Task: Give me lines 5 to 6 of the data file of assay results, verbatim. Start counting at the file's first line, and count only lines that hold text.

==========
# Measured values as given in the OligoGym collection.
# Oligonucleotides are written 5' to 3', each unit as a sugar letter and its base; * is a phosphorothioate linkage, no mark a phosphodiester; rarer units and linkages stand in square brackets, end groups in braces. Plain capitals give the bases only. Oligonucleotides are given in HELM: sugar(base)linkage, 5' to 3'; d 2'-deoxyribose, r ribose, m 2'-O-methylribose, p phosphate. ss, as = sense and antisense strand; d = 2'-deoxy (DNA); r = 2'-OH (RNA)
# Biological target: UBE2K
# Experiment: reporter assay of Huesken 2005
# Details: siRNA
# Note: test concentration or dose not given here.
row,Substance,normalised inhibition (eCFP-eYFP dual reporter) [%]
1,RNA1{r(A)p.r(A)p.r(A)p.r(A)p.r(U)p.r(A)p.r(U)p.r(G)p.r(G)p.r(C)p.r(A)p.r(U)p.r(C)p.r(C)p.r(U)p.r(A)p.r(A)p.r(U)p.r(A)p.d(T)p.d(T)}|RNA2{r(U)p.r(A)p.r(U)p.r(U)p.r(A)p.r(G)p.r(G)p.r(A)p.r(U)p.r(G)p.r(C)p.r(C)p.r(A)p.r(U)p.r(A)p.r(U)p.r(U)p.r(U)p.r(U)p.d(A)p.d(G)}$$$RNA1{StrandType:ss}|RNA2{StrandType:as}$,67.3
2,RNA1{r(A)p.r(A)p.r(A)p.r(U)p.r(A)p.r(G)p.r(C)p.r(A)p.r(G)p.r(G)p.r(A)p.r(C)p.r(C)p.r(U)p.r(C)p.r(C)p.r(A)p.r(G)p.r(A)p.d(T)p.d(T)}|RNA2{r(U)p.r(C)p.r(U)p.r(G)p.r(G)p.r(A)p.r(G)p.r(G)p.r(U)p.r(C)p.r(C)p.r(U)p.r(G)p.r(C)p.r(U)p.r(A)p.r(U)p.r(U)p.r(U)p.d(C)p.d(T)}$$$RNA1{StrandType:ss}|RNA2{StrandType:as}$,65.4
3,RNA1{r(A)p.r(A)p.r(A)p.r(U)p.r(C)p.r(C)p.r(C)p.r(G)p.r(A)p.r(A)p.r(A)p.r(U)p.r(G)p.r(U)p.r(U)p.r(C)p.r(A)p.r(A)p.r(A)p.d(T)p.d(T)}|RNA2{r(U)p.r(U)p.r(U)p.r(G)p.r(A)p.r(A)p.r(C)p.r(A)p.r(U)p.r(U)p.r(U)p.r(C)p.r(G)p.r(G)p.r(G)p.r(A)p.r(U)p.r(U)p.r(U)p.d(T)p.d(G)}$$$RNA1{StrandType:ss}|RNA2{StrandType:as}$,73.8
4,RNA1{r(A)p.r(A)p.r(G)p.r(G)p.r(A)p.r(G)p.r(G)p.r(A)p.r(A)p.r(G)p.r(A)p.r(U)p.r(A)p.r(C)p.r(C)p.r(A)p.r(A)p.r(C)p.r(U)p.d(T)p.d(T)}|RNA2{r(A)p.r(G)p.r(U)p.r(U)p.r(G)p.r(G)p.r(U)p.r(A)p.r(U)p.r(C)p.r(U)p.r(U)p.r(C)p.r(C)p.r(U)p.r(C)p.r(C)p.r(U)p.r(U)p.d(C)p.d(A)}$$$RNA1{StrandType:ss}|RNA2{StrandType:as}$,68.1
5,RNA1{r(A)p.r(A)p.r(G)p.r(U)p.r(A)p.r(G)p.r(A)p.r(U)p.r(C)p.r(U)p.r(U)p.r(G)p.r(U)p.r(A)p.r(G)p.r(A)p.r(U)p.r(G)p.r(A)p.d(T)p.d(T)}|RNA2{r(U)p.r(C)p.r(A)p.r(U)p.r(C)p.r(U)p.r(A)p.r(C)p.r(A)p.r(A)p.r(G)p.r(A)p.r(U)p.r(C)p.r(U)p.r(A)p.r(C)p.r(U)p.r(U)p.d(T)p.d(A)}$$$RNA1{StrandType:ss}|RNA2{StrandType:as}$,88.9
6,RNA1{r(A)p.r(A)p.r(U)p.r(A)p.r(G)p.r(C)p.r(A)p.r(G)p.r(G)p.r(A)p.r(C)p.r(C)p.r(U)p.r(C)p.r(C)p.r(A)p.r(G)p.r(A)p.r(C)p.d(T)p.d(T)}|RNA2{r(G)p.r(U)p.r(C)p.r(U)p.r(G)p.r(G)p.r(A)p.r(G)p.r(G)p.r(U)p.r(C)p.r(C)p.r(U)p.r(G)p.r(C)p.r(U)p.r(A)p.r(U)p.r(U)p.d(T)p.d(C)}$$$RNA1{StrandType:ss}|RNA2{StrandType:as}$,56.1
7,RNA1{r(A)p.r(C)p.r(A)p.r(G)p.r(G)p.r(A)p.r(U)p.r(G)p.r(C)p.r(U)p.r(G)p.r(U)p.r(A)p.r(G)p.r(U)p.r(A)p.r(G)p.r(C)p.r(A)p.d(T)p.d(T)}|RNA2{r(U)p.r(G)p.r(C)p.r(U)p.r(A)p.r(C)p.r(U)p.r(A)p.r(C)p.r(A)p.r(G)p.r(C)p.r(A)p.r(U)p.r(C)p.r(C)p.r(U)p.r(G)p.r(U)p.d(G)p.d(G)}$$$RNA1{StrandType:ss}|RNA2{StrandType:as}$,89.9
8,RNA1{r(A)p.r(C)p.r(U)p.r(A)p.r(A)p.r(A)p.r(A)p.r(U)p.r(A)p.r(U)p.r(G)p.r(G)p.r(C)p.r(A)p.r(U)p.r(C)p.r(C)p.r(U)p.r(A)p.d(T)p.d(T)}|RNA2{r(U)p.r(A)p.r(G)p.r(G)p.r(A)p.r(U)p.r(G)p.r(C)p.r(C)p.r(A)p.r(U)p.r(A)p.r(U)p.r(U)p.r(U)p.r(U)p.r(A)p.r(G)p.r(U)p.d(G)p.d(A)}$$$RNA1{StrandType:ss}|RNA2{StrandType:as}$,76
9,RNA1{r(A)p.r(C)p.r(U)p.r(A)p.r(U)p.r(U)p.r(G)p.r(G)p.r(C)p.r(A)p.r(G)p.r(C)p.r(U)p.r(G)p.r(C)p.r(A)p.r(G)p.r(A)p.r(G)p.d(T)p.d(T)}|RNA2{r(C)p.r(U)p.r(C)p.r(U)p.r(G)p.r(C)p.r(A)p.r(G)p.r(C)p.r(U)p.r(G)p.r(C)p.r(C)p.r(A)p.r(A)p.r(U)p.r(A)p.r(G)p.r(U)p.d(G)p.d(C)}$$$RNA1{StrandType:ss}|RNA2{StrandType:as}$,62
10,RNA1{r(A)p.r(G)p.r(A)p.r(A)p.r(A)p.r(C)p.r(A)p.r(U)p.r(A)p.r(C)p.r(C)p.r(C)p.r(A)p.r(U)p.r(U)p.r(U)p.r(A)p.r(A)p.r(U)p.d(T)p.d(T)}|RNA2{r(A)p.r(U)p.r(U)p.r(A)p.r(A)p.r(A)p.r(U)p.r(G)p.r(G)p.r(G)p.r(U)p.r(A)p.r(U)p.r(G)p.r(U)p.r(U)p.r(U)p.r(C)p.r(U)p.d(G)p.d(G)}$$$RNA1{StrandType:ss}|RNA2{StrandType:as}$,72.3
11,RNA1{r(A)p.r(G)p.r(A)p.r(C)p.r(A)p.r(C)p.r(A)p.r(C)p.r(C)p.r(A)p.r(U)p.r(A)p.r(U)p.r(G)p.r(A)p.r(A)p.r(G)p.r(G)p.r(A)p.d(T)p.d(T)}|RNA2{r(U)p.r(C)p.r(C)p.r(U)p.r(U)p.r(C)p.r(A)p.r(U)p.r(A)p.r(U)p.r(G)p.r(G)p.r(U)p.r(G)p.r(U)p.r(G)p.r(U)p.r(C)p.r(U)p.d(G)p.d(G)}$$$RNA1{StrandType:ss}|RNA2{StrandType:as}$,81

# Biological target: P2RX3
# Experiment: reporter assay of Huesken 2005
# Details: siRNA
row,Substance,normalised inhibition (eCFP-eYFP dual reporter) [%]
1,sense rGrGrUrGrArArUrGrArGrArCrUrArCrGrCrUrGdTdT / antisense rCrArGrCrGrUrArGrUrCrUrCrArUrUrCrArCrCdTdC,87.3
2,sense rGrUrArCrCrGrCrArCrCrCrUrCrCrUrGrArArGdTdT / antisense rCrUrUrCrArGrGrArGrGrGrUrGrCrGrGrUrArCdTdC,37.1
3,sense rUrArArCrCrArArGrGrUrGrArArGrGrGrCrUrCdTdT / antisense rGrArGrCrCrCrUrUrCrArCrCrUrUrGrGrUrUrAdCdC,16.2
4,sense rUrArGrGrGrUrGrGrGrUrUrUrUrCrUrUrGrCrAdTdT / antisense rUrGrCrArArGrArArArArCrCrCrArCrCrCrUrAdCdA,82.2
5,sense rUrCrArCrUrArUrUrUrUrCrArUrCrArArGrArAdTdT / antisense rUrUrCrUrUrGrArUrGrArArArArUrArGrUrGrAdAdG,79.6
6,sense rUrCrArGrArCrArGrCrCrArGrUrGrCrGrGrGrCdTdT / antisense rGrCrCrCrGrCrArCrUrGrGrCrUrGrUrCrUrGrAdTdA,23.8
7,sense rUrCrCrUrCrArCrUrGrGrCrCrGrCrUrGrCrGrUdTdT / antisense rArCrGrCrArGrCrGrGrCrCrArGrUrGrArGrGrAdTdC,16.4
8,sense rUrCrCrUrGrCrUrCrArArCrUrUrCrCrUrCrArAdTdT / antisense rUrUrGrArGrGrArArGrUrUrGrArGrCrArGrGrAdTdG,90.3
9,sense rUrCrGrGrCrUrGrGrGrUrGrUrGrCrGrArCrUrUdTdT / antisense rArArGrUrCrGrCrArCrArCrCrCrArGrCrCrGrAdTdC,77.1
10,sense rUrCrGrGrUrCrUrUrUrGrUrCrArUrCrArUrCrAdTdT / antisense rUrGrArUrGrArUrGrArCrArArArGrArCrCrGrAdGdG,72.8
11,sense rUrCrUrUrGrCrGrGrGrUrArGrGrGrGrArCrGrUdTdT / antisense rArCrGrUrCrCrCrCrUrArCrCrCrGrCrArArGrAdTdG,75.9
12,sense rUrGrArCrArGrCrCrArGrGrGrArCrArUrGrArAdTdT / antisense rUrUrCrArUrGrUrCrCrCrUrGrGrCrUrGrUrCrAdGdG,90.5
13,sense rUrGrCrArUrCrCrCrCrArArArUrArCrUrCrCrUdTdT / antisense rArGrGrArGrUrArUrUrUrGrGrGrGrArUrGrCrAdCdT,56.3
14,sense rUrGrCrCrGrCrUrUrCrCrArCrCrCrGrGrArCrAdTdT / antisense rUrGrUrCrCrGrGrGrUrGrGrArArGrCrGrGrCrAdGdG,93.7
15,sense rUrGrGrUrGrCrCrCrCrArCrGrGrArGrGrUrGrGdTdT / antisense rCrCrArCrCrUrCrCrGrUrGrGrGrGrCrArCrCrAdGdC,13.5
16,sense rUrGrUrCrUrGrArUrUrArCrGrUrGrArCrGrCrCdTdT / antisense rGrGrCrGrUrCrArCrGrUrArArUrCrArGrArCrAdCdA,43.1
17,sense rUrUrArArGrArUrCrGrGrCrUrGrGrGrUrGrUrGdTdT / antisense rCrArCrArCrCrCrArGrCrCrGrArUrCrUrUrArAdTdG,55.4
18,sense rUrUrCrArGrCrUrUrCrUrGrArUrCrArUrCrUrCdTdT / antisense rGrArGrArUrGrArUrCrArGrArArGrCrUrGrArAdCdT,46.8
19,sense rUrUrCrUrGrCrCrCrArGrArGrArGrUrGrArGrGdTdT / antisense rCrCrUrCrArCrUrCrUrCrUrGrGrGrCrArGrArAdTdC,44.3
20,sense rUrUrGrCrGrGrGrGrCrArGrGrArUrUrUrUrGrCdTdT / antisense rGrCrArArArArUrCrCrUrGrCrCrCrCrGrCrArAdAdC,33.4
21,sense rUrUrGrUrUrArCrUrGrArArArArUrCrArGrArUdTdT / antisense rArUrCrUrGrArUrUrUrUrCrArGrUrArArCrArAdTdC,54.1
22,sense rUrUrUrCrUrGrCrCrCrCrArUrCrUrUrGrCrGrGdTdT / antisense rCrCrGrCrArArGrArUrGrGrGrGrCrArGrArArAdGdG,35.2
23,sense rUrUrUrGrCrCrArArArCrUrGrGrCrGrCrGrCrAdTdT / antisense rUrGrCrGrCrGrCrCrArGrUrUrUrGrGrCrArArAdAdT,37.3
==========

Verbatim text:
# Details: siRNA
# Note: test concentration or dose not given here.